“When I got in here, I didn’t understand or appreciate that no money had been set aside for the decommissioning of some of these projects, so future generations are going to have to come up with hundreds of millions of dollars,” he said.
A 2020 Canadian Press report looked at the idea that accelerated abandonment of the White Rose field was a possibility at the time, highlighting challenges generally with offshore industrial decommissioning in other jurisdictions and the risk to the public purse and environment. The report noted estimates on decommissioning for projects offshore Newfoundland and Labrador were not public. There was no total estimate on West White Rose decommissioning released this week but the credit would go to any demands falling to the province.
In his own go at the conference podium, Canada-Newfoundland and Labrador Offshore Petroleum Board (CNLOPB) CEO Scott Tessier spoke on the energy transition underway globally, saying oil and gas will—despite the movement—still be needed for decades to come and revenues needed, for a safe and prosperous province during that period. Tessier also threw out bouquets to local operators for their work on health protection and in cooperation with the regulator through the pandemic but also offered up warning notes against complacency when it comes to regulatory demands, safety or environmental protection. And after speaking to work with the International Regulators’ Forum (IRF), he was asked in Q&A about differences between the local offshore and other jurisdictions. In response, one of the things he highlighted was decommissioning.
“The abandonment and decommissioning issues being faced in other parts of the world are simply awful,” he said. “You see small and medium-sized operators coming in and going bankrupt and leaving behind a legacy of a lot of infrastructure that needs to be dealt with and there’s incredible taxpayer liability being faced in other parts of the world. It’s an absolute cautionary tale for our offshore, and governments, regulators and operators need to get on top of that now.”
He also spoke to the changes in progress for the regulator in regard to offshore wind power and other renewables, with the provincial and federal governments proposing an offshore land tenure system for wind and planning to have the CNLOPB changed to the Canada-Newfoundland and Labrador Offshore Energy Board (CNLOEB), providing oversight of new offshore projects beyond oil, as Atlantic Business Magazine has reported in some detail. Tessier confirmed the regulatory changes could take a couple of years to work through and complete.
But openness to future wind and other projects tied to the transition have remained a theme.
Looking onshore, Newfoundland and Labrador Hydro CEO Jennifer Williams said Hydro is into long-term planning and looking at demands for new power projects, with a proposal for the addition of new generation on the grid to come in the near term. Hydro is expected to come out with a better view of its long-term plans before the end of the year.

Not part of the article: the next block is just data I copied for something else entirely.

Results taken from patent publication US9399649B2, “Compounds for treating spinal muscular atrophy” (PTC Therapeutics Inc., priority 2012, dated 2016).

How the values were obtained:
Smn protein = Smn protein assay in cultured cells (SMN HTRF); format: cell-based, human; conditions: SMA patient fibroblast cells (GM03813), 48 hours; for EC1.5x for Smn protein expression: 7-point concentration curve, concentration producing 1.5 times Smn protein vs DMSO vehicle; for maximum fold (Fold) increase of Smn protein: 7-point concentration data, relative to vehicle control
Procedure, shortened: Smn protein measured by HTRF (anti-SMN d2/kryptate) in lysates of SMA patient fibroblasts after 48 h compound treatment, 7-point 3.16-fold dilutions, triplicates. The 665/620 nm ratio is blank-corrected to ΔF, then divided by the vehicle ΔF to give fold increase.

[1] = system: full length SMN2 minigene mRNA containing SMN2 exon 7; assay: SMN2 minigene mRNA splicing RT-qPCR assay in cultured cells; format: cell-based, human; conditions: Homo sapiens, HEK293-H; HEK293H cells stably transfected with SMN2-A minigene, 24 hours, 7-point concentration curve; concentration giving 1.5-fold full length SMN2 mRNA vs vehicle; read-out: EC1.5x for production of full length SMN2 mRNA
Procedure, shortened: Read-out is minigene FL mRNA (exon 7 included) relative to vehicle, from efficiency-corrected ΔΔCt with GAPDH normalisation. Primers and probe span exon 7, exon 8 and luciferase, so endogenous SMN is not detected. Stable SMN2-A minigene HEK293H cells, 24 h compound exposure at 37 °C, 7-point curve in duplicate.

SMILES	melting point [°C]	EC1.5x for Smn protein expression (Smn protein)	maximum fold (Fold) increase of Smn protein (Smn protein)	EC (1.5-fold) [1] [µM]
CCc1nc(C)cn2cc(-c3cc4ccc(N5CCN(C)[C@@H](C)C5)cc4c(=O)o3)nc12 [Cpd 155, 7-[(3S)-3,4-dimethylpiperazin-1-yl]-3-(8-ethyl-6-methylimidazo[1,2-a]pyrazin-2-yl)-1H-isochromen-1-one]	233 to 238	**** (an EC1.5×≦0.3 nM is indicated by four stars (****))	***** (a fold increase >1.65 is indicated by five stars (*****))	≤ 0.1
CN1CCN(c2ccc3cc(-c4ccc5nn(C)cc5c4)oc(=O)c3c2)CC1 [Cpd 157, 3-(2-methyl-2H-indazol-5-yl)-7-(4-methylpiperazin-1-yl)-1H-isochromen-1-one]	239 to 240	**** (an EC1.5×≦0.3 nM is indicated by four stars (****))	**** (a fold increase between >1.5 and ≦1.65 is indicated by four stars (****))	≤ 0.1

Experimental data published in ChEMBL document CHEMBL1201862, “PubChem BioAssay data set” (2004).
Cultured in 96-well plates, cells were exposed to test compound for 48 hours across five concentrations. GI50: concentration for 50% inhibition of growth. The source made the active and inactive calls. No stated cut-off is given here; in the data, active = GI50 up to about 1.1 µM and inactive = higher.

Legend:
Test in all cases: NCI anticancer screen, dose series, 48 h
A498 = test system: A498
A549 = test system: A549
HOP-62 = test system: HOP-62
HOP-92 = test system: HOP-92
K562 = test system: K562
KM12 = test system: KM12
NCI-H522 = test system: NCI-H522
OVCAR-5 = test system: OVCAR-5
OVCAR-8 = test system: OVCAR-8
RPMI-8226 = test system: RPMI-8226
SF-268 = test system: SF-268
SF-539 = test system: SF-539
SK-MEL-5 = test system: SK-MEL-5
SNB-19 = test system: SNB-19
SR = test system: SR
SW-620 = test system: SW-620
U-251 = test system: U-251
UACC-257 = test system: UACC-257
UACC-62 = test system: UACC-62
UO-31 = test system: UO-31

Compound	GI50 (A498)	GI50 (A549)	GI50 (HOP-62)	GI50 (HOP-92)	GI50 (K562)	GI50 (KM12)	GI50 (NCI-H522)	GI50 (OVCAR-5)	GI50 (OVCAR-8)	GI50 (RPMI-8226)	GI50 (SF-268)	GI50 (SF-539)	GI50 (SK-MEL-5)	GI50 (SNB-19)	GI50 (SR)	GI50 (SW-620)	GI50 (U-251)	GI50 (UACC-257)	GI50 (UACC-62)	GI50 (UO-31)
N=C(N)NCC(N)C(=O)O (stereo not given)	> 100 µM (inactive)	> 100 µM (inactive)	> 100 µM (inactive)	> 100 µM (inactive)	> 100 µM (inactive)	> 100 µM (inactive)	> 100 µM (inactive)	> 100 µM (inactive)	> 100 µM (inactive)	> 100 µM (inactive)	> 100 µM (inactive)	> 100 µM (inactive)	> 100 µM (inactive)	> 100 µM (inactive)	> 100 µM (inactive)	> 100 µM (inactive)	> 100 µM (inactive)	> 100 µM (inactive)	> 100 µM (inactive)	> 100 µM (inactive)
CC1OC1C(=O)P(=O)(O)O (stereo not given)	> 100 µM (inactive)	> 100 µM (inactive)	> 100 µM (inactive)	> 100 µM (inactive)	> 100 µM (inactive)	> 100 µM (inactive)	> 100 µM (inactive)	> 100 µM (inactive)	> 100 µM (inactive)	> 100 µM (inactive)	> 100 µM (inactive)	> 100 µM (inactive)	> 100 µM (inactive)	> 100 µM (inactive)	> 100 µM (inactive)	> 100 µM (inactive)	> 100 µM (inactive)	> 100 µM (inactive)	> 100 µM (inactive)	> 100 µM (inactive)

Fortis president and CEO David Hutchens was in town to provide the private sector utility view, in a keynote speech on Wednesday. And from Growler Energy’s renewable energy engineer Stephanie Adey, to Hatch mechanical engineer Karen Perry’s scheduled contributions, to discussion of net zero pathways for the offshore oil industry, emissions and the energy transition remained front and centre.
This year also marked 20 years for local Energy industry achievement awards. The acknowledgements distributed under Noia and now Energy NL go to both individuals and companies. They are based on terms of service, community involvement, innovation, business growth, or more often more than one factor.
This year, what was known as the Outstanding Contribution Award was re-named the John C. Crosbie Award for Outstanding Contribution. Crosbie (d. 2020) was recognized, according to the association, to acknowledge his long-time support of Newfoundland and Labrador’s offshore oil and gas industry and efforts to see continued involvement there of local people and local companies. The award was issued this year to Max Ruelokke.
A professional engineer born in Grand Bank, Ruelokke graduated from Nova Scotia Technical College in 1968. Later in his career, he was appointed president and CEO of Marystown Shipyard Limited; worked as deputy minister in the Department of Industry, Trade and Technology; and later chair and CEO of the CNLOPB, ending his time with the board in August 2012. Ruelokke is recognized as a strong safety advocate throughout his career, particularly since the loss of lives in the sinking of the Ocean Ranger. At the time, Ruelokke was vice-president of the company that surveyed the wreckage and reported to the commission investigating the tragedy. And there were the two divers killed when there was an attempt at refloating the rig, to move it to deeper waters and away from shipping lanes. That chapter in Newfoundland and Labrador’s offshore history never left him.
Other awards in the mix this year include a recognition for individual commitments to diversity and inclusion, for environmental sustainability initiatives and achievement in business growth. The Energy NL Rising Star Award went to Susan Collins, vice-president of business development of PF Collins International Trade Solutions; the Diversity and Inclusion Award to Aimee Sheppard of Cenovus Energy; the Innovation in Environmental Sustainability Award to Miawpukek Horizon Maritime Services Ltd; and the Business Growth Award to NSB-Omega Group, the later growing even during the pandemic as a result of diversification and expansion efforts.